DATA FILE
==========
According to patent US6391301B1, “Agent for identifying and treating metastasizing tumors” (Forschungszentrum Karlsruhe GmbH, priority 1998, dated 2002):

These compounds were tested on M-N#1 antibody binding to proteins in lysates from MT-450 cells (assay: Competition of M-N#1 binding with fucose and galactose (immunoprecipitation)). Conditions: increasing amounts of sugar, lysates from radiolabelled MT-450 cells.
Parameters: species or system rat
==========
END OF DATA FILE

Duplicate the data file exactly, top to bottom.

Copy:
According to patent US6391301B1, “Agent for identifying and treating metastasizing tumors” (Forschungszentrum Karlsruhe GmbH, priority 1998, dated 2002):

These compounds were tested on M-N#1 antibody binding to proteins in lysates from MT-450 cells (assay: Competition of M-N#1 binding with fucose and galactose (immunoprecipitation)). Conditions: increasing amounts of sugar, lysates from radiolabelled MT-450 cells.
Parameters: species or system rat